7. 7.  The two features of a 13C NMR spectrum that provide the most structural information are the number of signals observed and the chemical shifts of those signals.
  8. 8. 13C NMR—Number of SignalsThe number of signals in a 13C spectrum gives the numberof different types of carbon atoms in a molecule.Because 13C NMR signals are not split, the number ofsignals equals the number of lines in the 13C spectrum.In contrast to the 1H NMR situation, peak intensity is notproportional to the number of absorbing carbons, so 13CNMR signals are not integrated.
  9. 9. 13C NMR—Position of SignalsIn contrast to the small range of chemical shifts in 1HNMR (1-10 ppm usually), 13C NMR absorptions occur over amuch broader range (0-220 ppm).The chemical shifts of carbon atoms in 13C NMR dependon the same effects as the chemical shifts of protons in 1HNMR.
  10. 10. 13C Chemical shifts are mainly most affected by:  Electronegativity of groups attached to the Carbon Hybridization state of Carbon sp3 hybridized carbon is more shielded than sp2 sp hybridized carbon is more shielded than sp2, but less shielded than sp3 Anisotropy All affect 13C Chemical shifts in nearly same fashion as they affect 1H chemical shift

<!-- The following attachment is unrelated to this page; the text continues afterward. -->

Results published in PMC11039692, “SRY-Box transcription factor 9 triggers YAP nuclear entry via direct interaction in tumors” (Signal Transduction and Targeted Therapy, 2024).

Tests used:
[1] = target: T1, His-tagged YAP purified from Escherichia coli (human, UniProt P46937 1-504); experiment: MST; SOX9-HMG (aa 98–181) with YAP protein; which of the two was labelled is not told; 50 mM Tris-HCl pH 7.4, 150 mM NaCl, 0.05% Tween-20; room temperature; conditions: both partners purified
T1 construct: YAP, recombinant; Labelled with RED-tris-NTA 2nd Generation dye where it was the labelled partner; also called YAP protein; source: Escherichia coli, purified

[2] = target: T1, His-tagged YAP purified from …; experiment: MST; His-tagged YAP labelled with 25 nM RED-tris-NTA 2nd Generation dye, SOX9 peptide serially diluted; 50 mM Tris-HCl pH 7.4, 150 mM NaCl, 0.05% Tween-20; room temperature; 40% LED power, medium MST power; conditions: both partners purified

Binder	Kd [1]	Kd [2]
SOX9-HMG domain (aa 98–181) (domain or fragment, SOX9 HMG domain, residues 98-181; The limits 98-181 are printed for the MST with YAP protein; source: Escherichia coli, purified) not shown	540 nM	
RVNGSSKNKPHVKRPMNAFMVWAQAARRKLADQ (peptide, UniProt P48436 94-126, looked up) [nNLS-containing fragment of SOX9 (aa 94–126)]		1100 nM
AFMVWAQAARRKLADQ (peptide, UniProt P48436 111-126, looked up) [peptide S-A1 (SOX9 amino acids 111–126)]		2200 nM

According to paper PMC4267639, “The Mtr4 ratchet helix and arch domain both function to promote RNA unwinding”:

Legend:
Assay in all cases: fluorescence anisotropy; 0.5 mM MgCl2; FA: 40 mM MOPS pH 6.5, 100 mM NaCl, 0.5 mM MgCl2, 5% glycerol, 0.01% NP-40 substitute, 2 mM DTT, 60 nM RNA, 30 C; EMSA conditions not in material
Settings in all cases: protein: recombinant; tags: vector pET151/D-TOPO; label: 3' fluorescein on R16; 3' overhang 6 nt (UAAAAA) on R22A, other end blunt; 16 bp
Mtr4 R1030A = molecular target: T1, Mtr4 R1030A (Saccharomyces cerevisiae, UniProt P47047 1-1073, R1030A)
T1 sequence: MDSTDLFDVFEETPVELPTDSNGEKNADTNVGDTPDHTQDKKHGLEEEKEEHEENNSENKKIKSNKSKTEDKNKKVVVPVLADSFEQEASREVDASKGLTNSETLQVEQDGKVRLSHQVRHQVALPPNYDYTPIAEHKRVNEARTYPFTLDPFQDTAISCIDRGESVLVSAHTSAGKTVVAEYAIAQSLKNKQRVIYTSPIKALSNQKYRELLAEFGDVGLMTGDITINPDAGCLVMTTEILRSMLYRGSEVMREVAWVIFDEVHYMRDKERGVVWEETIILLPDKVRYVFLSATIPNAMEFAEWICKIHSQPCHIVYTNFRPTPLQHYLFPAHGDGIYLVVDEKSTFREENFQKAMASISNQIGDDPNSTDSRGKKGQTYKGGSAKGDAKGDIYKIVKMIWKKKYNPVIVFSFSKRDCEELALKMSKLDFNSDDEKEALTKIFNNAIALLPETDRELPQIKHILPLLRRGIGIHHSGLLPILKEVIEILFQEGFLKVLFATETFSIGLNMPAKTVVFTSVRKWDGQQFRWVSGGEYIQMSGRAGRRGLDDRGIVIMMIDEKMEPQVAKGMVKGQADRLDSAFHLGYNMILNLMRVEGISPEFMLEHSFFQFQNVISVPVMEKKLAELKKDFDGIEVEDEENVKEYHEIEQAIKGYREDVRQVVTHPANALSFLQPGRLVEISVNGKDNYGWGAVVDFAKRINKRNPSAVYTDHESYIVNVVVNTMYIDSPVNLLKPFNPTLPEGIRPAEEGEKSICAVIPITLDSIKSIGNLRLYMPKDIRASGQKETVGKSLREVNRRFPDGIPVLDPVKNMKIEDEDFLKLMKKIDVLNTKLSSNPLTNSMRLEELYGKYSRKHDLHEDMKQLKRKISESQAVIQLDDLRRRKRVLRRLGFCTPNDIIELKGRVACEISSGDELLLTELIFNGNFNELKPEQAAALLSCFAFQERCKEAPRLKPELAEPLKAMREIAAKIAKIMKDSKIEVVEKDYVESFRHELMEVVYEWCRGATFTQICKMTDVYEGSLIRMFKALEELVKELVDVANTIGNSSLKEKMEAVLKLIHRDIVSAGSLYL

11. 11. Types of Carbons Classification Chemical shift, 1H 13CCH4 0.2 -2CH3CH3 primary 0.9 8CH3CH2CH3 secondary 1.3 16(CH3)3CH tertiary 1.7 25(CH3)4C quaternary 28Replacing H by C (more electronegative) deshieldsC to which it is attached.
  12. 12. Electronegativity effects on CH3 Chemical shift, 1H 13C CH4 0.2 -2 CH3NH2 2.5 27 CH3OH 3.4 50 CH3F 4.3 75
  13. 13. Electronegativity effects and chain length Cl CH2 CH2 CH2 CH2 CH3Chemical 45 33 29 22 14shift, Deshielding effect of Cl decreases as number of bonds between Cl and C increases.
  14. 14. Corrrelation chart for C13-NMR chemical shift(ppm)
  15. 15. Spin-Spin Splitting  Homonuclear spin-spin splitting: Because of its low natural abundance there is alow probability of finding two C13 atoms next to eachother in a single molecule. C13-C13 coupling negligible. Hetronucler spin-spin splitting: C13 will magnetically couple with attachedprotons and adjacent protons. N+1 rule is obeyed.